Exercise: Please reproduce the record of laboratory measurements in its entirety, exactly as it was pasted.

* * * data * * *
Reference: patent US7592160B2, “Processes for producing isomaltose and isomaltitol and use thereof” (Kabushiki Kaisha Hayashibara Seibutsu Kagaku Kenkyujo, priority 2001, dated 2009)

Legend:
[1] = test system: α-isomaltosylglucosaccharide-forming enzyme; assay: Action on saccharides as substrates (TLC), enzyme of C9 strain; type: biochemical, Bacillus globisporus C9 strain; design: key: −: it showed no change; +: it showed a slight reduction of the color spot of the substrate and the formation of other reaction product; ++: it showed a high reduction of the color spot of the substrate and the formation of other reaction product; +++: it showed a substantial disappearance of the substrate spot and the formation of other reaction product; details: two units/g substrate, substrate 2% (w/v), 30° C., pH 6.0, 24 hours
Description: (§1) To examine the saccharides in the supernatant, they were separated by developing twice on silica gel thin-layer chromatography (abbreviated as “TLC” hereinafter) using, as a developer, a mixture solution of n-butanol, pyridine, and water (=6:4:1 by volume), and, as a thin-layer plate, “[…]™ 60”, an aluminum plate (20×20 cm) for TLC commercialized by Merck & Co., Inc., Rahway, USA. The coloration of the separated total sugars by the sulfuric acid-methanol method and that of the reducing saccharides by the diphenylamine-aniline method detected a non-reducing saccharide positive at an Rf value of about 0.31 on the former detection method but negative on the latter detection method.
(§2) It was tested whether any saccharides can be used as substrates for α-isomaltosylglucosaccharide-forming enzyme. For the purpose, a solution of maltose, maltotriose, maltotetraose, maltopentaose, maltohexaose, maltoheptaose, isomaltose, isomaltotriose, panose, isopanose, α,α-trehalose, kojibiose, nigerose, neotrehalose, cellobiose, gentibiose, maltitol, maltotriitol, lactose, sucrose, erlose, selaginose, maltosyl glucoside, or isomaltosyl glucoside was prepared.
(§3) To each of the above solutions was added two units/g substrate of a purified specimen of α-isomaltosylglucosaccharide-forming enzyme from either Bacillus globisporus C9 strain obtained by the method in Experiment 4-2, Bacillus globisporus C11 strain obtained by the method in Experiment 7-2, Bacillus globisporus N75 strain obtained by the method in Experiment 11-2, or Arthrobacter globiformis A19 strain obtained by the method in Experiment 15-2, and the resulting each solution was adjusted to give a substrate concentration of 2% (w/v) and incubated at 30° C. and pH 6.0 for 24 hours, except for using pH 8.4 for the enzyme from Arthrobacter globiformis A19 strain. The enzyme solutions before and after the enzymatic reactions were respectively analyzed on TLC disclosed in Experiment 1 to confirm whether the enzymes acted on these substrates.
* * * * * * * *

Reference: patent US7592160B2, “Processes for producing isomaltose and isomaltitol and use thereof” (Kabushiki Kaisha Hayashibara Seibutsu Kagaku Kenkyujo, priority 2001, dated 2009)

Legend:
[1] = test system: α-isomaltosylglucosaccharide-forming enzyme; assay: Action on saccharides as substrates (TLC), enzyme of C9 strain; type: biochemical, Bacillus globisporus C9 strain; design: key: −: it showed no change; +: it showed a slight reduction of the color spot of the substrate and the formation of other reaction product; ++: it showed a high reduction of the color spot of the substrate and the formation of other reaction product; +++: it showed a substantial disappearance of the substrate spot and the formation of other reaction product; details: two units/g substrate, substrate 2% (w/v), 30° C., pH 6.0, 24 hours
Description: (§1) To examine the saccharides in the supernatant, they were separated by developing twice on silica gel thin-layer chromatography (abbreviated as “TLC” hereinafter) using, as a developer, a mixture solution of n-butanol, pyridine, and water (=6:4:1 by volume), and, as a thin-layer plate, “[…]™ 60”, an aluminum plate (20×20 cm) for TLC commercialized by Merck & Co., Inc., Rahway, USA. The coloration of the separated total sugars by the sulfuric acid-methanol method and that of the reducing saccharides by the diphenylamine-aniline method detected a non-reducing saccharide positive at an Rf value of about 0.31 on the former detection method but negative on the latter detection method.
(§2) It was tested whether any saccharides can be used as substrates for α-isomaltosylglucosaccharide-forming enzyme. For the purpose, a solution of maltose, maltotriose, maltotetraose, maltopentaose, maltohexaose, maltoheptaose, isomaltose, isomaltotriose, panose, isopanose, α,α-trehalose, kojibiose, nigerose, neotrehalose, cellobiose, gentibiose, maltitol, maltotriitol, lactose, sucrose, erlose, selaginose, maltosyl glucoside, or isomaltosyl glucoside was prepared.
(§3) To each of the above solutions was added two units/g substrate of a purified specimen of α-isomaltosylglucosaccharide-forming enzyme from either Bacillus globisporus C9 strain obtained by the method in Experiment 4-2, Bacillus globisporus C11 strain obtained by the method in Experiment 7-2, Bacillus globisporus N75 strain obtained by the method in Experiment 11-2, or Arthrobacter globiformis A19 strain obtained by the method in Experiment 15-2, and the resulting each solution was adjusted to give a substrate concentration of 2% (w/v) and incubated at 30° C. and pH 6.0 for 24 hours, except for using pH 8.4 for the enzyme from Arthrobacter globiformis A19 strain. The enzyme solutions before and after the enzymatic reactions were respectively analyzed on TLC disclosed in Experiment 1 to confirm whether the enzymes acted on these substrates.